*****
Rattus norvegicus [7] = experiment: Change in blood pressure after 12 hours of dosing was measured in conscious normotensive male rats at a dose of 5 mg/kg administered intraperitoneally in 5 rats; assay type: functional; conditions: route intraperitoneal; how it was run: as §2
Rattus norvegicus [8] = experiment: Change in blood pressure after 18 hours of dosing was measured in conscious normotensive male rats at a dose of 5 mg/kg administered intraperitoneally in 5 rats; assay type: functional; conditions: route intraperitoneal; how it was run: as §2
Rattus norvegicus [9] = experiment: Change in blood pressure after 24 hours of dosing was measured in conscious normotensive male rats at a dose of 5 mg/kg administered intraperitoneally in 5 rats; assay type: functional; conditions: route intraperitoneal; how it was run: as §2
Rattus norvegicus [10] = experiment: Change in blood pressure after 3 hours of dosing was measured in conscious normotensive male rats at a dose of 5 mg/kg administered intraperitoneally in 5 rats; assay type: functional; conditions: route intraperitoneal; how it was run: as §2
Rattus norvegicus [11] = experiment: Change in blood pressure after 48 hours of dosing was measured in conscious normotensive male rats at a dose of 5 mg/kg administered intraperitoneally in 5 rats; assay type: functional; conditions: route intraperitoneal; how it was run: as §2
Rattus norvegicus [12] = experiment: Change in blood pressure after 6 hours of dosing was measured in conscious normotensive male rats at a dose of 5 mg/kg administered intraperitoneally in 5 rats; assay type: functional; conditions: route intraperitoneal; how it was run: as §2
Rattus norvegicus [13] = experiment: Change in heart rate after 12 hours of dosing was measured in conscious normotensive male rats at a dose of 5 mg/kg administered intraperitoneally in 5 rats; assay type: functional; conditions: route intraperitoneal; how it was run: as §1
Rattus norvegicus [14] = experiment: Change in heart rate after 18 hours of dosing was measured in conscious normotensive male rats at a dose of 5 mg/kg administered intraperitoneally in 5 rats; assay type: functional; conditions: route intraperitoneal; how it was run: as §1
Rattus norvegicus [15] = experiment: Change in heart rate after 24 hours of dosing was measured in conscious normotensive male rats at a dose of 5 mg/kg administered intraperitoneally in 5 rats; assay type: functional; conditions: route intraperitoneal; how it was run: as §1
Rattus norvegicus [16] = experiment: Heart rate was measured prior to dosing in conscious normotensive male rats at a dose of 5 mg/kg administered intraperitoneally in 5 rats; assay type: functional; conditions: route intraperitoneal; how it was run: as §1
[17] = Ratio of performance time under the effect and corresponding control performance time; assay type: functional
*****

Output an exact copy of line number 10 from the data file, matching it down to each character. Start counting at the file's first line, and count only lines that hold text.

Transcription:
Rattus norvegicus [16] = experiment: Heart rate was measured prior to dosing in conscious normotensive male rats at a dose of 5 mg/kg administered intraperitoneally in 5 rats; assay type: functional; conditions: route intraperitoneal; how it was run: as §1